HPV vaccine not just for women and teens
To develop immunity, children, both female and male, should be vaccinated.
Article Author: Johnny Woodhouse
Every year in the U.S., the human papillomavirus (HPV) causes 32,500 cancers in women and men, or about half the fans at an average NFL football game.
But the HPV vaccine can prevent more than 90 percent of those from ever developing.
According to the Centers for Disease Control and Prevention (CDC), the HPV vaccine is important because it protects women and men against cancers caused by HPV infection, a very common, sexually transmitted virus that affects nearly 80 million people (about one in four) in the United States. About 14 million people, including teens, become newly infected with HPV each year.
Most people with HPV never develop symptoms or health problems, and most HPV infections (nine out of 10) go away by themselves within two years. But, sometimes, HPV infections will last longer, and can cause:
- Cancers of the cervix, vagina and vulva in women
- Cancers of the penis in men
- Cancers of the anus and back of the throat (oropharnynx), including the base of the tongue and tonsils, in both women and men
HPV has long been known to cause cervical cancer in women, but rates of HPV-caused throat cancers are on the rise in men, according to a 2017 study by University of Florida researchers. Russell Smith, MD, a head and neck surgical oncologist with Baptist MD Anderson Cancer Center, said the days when women were the only ones targeted for the HPV vaccine are a thing of the past.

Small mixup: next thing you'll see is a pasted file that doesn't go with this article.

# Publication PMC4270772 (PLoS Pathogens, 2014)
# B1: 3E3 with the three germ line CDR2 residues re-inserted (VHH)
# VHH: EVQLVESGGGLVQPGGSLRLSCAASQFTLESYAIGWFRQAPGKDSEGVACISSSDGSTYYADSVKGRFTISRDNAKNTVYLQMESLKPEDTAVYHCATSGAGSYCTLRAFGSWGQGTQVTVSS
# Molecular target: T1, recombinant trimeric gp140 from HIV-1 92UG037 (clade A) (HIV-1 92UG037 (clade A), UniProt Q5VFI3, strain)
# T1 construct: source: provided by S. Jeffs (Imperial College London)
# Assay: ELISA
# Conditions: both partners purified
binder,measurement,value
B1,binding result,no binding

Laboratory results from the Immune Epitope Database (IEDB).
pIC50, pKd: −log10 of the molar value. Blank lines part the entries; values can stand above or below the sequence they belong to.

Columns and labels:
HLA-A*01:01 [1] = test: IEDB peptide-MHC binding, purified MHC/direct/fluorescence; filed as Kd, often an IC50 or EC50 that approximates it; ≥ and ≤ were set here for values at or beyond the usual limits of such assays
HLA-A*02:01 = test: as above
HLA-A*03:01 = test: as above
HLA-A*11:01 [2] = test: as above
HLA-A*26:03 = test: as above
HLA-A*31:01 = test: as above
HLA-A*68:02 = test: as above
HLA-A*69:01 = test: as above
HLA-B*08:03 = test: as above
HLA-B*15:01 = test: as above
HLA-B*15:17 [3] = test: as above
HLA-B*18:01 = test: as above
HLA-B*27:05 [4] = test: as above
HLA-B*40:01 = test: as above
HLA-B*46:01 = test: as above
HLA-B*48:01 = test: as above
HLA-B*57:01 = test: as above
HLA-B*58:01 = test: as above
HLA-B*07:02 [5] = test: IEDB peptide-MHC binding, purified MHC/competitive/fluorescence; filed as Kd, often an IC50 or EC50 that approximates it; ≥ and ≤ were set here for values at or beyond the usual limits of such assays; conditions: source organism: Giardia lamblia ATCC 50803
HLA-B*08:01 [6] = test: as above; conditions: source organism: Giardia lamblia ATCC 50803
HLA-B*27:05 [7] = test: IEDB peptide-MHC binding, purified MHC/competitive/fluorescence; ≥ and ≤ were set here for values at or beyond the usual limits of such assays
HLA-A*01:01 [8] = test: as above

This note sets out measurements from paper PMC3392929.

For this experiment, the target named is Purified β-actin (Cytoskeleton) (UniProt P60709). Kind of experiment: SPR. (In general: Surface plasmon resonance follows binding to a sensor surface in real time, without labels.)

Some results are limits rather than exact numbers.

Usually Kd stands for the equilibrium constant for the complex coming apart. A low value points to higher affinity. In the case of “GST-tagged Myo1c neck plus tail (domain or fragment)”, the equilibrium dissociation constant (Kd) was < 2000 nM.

“We probably see more throat cancers that are caused by HPV in men as much as we do in women,” he said. “The breadth of people we want to vaccinate has also expanded, along with the age range.
Previously, the vaccine was only approved for women between the ages of 9 and 26 and for men between 16 and 26. Recently, the Food and Drug Administration approved the age expansion for the HPV vaccine to be used in men and women between the ages 27 to 45.
The CDC recommends that children ages 11 to 12 be vaccinated for HPV cancers at the same time they receive shots for meningitis and whooping cough. Dr. Smith agrees with the CDC that getting your child the HPV vaccine early is much better than being treated for an HPV-related cancer later in life.
“I think it should be part of the standard childhood shot regime, but unfortunately the vaccination rate is barely above 50 percent right now,” he explained. “It has a different connotation than, say, getting a shot for tetanus or polio Some parents may be resistant to having their children get the HPV vaccine because of concerns regarding their future sexual behavior.”
With more than 100 million total doses administered in the United States, the HPV vaccine has a reassuring safety record that’s backed by 10 years of monitoring and research, says the CDC. But like any vaccine or medicine, the HPV vaccine can cause side effects, the most common being pain, redness or swelling in the arm where the shot was given; dizziness, fainting, nausea and headache. Fainting after any vaccine, including HPV vaccine, is more common among adolescents.
But preventing cancer is always better than treating it.
“That’s really the key,” added Dr. Smith. “Why are we vaccinating people so young? Because we want the vaccination to be completed and in place so that people are developing immunity well before they have a risk of having sexual exposure to this cancer-causing virus.”
Talk to your primary care provider about whether you or your child should get the HPV vaccine or any other vaccinations that can protect you from devastating diseases.